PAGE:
25 November 2012 Octavi E. Semonin, Joseph M. Luther, and Matthew C. Beard
Beard et al. discuss the current status of research efforts towards utilizing the unique properties of colloidal quantum dots for solar photon conversion.
Colloidal quantum-confined semiconductor nanostructures are an emerging class of functional material that are being developed for novel solar energy conversion strategies. One of the largest losses in a bulk or thin film solar cell occurs within a few picoseconds after the photon is absorbed, as photons with energy larger than the semiconductor bandgap produce chargecarriers with excess kinetic energy, which is then dissipated via phonon emission. Semiconductor nanostructures, where at least one dimension is small enough to produce quantum confinement effects, provide new pathways for controlling energy flow and therefore have the potential to increase the efficiency of the primary photoconversion step. In this review, we provide the current status of research efforts towards utilizing the unique properties of colloidal quantum dots (nanocrystals confined in three dimensions) in prototype solar cells and demonstrate that these unique systems have the potential to bypass the Shockley-Queisser single-junction limit for solar photon conversion.
Nanomaterials form a flexible material platform that has great promise for providing new ways to approach solar energy conversion. The synthesis, investigation, and utilization of these novel nanostructures lie at the interface between chemistry, physics, materials science, and engineering. The chemistry community is providing simple and safe solution phase syntheses that yield monodisperse, passivated nanocrystals (NCs) of high optoelectronic quality with a growing degree of control over composition, shape, and structure.
These novel structures provide physicists and materials scientists with new avenues towards controlling energy flow. One of the largest scientific challenges regarding solar energy conversion is increasing the efficiency of the primary photoconversion process. In recent years we have studied the process of multiple exciton generation (MEG), where a photon bearing at least twice the energy of the bandgap can produce two or more electron-hole pairs and thereby bypass some wasteful heat production. 1,2
Third generation photovoltaics and multiple exciton generation
Traditional solar cells only harvest a fixed amount of energy from any given solar photon. However, the solar spectrum consists of photons with energies spanning 0.4 eV to 4.0 eV (see Fig. 1). The band-gap of the semiconductor determines how much solar energy can be converted to electrical power: photons with energy less than the bandgap are not absorbed, while photons with energy greater than the bandgap lose excess energy unnecessarily via emission of phonons (thermalization). Fig. 1 shows that the available free energy from an ideal present day single junction cell is about 33 %, while another 33 % is lost to thermalization and the remaining third is divided up between photons not absorbed and unavoidable thermodynamic losses. Those losses are associated with extracting photoexcited electrons at the contacts prior to radiative recombination.
Future directions and challenges
Surpassing the SQ limit for single junction solar cells is both a scientific and technological challenge and the use of semiconductor NCs to enhance the primary photoconversion process is a promising avenue towards such a goal. The MEG result is remarkable not only as a conclusive demonstration of MEG, but also as a demonstration that the ‘extra’ carriers can be collected in a suitable quantum dot solar cell. Thus, one of the tenets of the SQ limit, that high-energy photons only produce one electron-hole pair in a semiconductor, can be bypassed. However, the present day MEG solar cell only benefits by about 4 % in its photocurrent from collection of multiple excited carriers per photon. The challenge now is to further improve the MEG efficiency, as well as to continue to improve the fundamental QD film and device architecture. One avenue of future research is to explore MEG in a variety of shapes, compositions, and structures. Quantum wires or rods (QRs) with two-dimensional confinement, and quantum platelets (QPs) with one-dimensional confinement both are relatively unexplored, and QRs have already given some promising results that show further enhancement of MEG.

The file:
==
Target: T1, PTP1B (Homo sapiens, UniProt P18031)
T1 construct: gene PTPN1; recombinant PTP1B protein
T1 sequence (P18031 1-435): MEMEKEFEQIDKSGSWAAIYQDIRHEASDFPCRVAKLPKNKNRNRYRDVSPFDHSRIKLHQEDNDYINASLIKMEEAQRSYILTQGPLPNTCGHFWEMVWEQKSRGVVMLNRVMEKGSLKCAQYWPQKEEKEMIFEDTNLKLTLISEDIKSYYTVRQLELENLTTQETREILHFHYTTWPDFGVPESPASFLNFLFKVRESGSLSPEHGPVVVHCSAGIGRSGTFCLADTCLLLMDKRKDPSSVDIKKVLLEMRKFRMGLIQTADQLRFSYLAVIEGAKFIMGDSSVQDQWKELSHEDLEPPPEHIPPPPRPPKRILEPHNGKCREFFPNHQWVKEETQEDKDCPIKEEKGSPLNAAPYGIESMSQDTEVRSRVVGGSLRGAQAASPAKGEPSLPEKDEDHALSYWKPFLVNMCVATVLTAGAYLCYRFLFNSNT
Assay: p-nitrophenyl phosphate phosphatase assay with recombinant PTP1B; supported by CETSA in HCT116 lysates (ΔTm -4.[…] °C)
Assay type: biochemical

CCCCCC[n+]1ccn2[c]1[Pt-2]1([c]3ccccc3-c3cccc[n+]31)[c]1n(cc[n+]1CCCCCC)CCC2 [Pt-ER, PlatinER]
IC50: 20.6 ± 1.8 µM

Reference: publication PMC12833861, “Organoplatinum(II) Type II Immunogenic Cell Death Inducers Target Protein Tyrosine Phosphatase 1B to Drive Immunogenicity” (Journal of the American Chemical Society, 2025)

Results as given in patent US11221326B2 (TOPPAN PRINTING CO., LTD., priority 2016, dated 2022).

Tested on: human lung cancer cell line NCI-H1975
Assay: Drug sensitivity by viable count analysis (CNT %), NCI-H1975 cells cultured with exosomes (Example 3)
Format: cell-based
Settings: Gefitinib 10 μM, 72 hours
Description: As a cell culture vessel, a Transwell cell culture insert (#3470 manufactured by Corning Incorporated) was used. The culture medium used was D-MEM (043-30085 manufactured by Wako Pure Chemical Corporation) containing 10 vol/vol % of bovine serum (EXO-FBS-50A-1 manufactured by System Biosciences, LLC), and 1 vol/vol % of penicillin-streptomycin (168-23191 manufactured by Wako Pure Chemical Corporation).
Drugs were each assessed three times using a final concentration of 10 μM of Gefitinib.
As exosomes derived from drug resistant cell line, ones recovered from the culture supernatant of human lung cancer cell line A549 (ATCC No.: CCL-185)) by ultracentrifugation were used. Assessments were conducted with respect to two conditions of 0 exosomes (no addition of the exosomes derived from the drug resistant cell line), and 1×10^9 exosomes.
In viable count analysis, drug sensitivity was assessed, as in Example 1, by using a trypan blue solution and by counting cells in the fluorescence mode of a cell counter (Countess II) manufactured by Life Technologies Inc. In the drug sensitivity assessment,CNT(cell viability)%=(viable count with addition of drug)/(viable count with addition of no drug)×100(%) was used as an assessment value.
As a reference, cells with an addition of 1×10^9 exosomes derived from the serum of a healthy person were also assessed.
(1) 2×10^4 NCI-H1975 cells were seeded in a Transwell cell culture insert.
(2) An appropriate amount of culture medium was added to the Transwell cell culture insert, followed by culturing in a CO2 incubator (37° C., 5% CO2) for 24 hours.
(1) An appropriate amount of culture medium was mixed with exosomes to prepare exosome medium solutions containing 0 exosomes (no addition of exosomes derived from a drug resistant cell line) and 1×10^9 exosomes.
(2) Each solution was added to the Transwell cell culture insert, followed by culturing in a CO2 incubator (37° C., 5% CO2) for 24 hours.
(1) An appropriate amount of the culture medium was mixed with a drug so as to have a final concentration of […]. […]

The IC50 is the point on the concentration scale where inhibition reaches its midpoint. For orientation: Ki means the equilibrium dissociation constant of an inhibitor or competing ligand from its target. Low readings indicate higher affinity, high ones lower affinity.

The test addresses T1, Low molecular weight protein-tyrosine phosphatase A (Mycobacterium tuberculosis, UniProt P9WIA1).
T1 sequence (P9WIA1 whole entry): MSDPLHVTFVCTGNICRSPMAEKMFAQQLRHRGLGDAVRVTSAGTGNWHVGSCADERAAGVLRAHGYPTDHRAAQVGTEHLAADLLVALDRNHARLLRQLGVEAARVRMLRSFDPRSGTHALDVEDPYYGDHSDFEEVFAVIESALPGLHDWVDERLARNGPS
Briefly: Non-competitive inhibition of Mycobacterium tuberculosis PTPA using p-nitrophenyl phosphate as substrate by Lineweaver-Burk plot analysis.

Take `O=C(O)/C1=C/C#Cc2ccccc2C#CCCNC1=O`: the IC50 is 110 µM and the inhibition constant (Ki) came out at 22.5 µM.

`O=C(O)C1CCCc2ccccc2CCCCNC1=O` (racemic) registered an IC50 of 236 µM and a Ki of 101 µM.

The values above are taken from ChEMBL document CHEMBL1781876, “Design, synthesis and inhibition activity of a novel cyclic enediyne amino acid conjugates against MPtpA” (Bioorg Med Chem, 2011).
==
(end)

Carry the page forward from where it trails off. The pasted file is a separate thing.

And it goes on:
Other approaches to high-efficiency devices, most notably multijunction solar cells, are very promising avenues as well. However, in order for any of these approaches to be effective, a fundamentally well-controlled material is essential. As Kramer and Sargent propose, carrier mobility, trap density, and trap level position are useful metrics to use in this vein. We would also add that the carrier lifetime (which is intrinsically related to trap density) is an accessible and important parameter to monitor in this endeavor.
The diffusion length, determined from the product of lifetime and mobility, will determine how thick efficient cells can be made before recombination dominates. This length, presently around 100 nm, must be extended to the length scales of optical and NIR absorption lengths (about one micron).
We are thankful for the support of the division of Chemical, Geoscience and Biosciences, within the office of Basic Energy Sciences, office of Science, US Department of Energy for the work on the photophysics and chemistry of quantum dots. Our work on quantum dot solar cells was supported as part of the Center for Advanced Solar Photophysics an Energy Frontier Research Center within the office of Basic Energy Sciences, Office of Sciences, US DOE. Funding was provided to NREL under contract number DE-AC36-086038308 with DOE.
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